And Why Would They Know That?
by Dwayne Phillips
When assuming that another person already knows something, ask, “And why would they know that?”
It happened again the other day at work, someone interrupted a presentation, pointed to something mentioned but not shown, and asked, “But what is that thing? What does it do?”
The presenter, unable to hide the aghast expression lurking under the surface, answered, “That’s the universal do-hicky that universally underlies the entire system and allows it to universally do everything in the universe. Everyone knows that. Surely you know that, huh?”
The presenter and, to spread the blame, the entire presentation team never asked, “And why would they know that?”
They are working on this project. Everyone on this project knows that!
And when did we provide them with that information?
I might blame this on the agile development world. We value working software or systems more than documentation. Sometimes this becomes, we value working software or systems and disdain and neglect documentation. If a project lasts more than six weeks, it is probably worth the time and money to document things well and in a manner that makes it easy for new persons to enter the project and know what everyone else knows.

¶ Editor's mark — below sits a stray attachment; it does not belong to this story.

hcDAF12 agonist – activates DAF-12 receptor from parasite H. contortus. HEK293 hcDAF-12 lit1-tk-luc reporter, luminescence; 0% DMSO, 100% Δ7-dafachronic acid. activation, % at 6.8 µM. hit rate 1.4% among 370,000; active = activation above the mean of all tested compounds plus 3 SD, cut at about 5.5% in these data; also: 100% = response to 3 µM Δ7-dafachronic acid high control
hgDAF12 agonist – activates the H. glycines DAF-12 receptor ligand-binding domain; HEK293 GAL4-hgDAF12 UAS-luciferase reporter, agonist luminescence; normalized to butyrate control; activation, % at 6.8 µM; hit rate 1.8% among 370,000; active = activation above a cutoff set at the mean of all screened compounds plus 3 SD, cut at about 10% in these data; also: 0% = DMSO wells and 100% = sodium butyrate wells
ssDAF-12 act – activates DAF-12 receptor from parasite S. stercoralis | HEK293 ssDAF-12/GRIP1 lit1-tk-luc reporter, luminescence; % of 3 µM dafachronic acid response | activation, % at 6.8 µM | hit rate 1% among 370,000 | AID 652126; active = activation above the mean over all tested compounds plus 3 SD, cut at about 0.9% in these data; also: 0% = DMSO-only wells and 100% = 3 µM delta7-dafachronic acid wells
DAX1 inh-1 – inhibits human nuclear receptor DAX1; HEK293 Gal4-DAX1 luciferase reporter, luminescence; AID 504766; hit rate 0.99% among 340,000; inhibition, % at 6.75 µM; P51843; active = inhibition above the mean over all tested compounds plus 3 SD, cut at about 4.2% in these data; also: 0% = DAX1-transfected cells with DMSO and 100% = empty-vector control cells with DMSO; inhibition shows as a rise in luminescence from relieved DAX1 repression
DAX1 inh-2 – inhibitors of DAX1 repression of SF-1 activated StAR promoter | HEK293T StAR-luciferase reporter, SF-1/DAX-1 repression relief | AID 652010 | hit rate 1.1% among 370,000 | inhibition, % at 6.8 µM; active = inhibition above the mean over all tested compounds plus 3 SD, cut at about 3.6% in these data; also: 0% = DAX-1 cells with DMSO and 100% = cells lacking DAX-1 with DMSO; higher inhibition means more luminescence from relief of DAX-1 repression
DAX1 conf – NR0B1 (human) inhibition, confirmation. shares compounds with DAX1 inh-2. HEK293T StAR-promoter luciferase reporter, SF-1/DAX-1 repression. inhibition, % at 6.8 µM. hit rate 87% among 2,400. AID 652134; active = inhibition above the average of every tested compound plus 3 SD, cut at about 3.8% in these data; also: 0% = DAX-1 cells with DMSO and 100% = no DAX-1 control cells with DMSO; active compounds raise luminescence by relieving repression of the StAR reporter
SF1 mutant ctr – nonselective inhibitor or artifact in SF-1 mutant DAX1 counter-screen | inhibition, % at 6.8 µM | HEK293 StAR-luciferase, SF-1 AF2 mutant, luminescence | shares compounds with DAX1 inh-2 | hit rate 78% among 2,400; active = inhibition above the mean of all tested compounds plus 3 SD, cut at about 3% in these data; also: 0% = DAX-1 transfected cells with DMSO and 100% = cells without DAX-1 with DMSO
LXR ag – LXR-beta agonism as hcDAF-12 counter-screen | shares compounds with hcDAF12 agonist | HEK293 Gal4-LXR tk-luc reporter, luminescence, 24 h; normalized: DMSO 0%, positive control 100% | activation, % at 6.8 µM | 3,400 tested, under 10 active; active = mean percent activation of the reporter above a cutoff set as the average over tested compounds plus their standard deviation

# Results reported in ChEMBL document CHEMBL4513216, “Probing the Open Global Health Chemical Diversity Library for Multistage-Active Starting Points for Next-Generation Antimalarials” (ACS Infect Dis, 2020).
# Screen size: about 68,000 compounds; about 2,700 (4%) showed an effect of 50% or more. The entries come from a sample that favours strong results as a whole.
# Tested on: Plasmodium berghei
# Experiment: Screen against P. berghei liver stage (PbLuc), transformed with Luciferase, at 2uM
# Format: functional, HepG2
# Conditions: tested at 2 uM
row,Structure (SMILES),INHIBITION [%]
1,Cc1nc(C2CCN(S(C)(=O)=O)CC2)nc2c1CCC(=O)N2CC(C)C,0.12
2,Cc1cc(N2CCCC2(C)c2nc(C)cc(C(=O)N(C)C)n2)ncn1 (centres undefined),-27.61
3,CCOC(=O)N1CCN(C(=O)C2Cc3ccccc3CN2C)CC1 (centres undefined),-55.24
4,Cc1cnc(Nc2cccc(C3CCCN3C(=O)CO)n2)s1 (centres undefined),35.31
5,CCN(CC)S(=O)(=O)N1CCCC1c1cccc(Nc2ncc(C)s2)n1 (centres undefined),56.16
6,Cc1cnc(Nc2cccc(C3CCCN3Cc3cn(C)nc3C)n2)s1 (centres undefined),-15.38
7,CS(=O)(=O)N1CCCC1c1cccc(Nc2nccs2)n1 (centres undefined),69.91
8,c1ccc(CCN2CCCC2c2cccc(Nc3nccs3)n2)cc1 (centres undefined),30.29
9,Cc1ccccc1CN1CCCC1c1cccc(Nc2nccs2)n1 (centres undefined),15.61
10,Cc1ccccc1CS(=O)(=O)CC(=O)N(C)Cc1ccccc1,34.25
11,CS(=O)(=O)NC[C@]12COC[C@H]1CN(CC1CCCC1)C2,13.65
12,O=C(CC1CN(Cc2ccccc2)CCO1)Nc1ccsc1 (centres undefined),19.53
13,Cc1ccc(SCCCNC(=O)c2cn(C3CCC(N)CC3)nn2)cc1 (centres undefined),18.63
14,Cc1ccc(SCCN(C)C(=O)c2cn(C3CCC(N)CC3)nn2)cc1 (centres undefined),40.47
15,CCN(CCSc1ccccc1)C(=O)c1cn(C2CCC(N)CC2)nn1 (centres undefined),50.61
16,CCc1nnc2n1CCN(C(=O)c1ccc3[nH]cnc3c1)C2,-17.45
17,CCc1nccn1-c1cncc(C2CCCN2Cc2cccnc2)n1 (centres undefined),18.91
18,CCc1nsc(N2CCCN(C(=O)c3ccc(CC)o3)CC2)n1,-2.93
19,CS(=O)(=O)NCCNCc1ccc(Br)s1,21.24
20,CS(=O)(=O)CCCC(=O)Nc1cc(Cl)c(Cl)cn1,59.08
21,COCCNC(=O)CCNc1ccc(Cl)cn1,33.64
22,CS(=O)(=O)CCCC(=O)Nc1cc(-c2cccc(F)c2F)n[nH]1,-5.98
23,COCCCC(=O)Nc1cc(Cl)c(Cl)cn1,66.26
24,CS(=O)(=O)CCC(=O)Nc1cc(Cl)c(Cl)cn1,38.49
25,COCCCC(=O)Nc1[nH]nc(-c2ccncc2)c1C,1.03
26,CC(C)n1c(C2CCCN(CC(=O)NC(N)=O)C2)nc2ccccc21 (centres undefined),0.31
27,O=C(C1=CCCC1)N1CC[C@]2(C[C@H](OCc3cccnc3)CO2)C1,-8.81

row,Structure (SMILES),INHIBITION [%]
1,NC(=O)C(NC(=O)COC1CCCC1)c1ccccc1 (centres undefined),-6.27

Then again, back in the days before we were all agile we didn’t have good documentation. New persons were chastised for not knowing what they should know. No one asked, “And why would they know that?”
Those who knew such things had job security and, more importantly, a feeling of superiority over the unknowing who were just cannon fodder for the next round of job layoffs.
Sometimes we should ask, “What are we doing here?” If we are doing something worthwhile that will last past the weekend, perhaps we should provide the information others need so that they will know that just like we know it. This isn’t easy. Don’t want to do it? Hire someone to do it. Pay them well to do the task well. It pays for itself later.